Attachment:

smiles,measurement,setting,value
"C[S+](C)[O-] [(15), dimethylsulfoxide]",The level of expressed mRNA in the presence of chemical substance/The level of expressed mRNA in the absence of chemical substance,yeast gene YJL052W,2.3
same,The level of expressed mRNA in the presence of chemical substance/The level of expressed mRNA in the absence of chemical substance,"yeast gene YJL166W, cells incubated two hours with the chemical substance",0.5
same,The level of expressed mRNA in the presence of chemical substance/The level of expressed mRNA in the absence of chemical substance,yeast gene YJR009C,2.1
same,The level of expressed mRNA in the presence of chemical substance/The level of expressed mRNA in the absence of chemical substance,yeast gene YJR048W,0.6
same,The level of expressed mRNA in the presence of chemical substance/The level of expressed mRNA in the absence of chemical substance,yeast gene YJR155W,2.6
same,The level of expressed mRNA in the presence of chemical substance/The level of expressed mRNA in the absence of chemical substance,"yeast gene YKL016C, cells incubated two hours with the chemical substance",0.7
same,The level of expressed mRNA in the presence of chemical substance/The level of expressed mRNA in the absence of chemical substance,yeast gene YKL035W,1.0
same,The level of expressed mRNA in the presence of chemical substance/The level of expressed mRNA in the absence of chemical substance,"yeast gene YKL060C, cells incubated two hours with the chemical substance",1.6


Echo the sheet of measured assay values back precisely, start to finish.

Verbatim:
smiles,measurement,setting,value
"C[S+](C)[O-] [(15), dimethylsulfoxide]",The level of expressed mRNA in the presence of chemical substance/The level of expressed mRNA in the absence of chemical substance,yeast gene YJL052W,2.3
same,The level of expressed mRNA in the presence of chemical substance/The level of expressed mRNA in the absence of chemical substance,"yeast gene YJL166W, cells incubated two hours with the chemical substance",0.5
same,The level of expressed mRNA in the presence of chemical substance/The level of expressed mRNA in the absence of chemical substance,yeast gene YJR009C,2.1
same,The level of expressed mRNA in the presence of chemical substance/The level of expressed mRNA in the absence of chemical substance,yeast gene YJR048W,0.6
same,The level of expressed mRNA in the presence of chemical substance/The level of expressed mRNA in the absence of chemical substance,yeast gene YJR155W,2.6
same,The level of expressed mRNA in the presence of chemical substance/The level of expressed mRNA in the absence of chemical substance,"yeast gene YKL016C, cells incubated two hours with the chemical substance",0.7
same,The level of expressed mRNA in the presence of chemical substance/The level of expressed mRNA in the absence of chemical substance,yeast gene YKL035W,1.0
same,The level of expressed mRNA in the presence of chemical substance/The level of expressed mRNA in the absence of chemical substance,"yeast gene YKL060C, cells incubated two hours with the chemical substance",1.6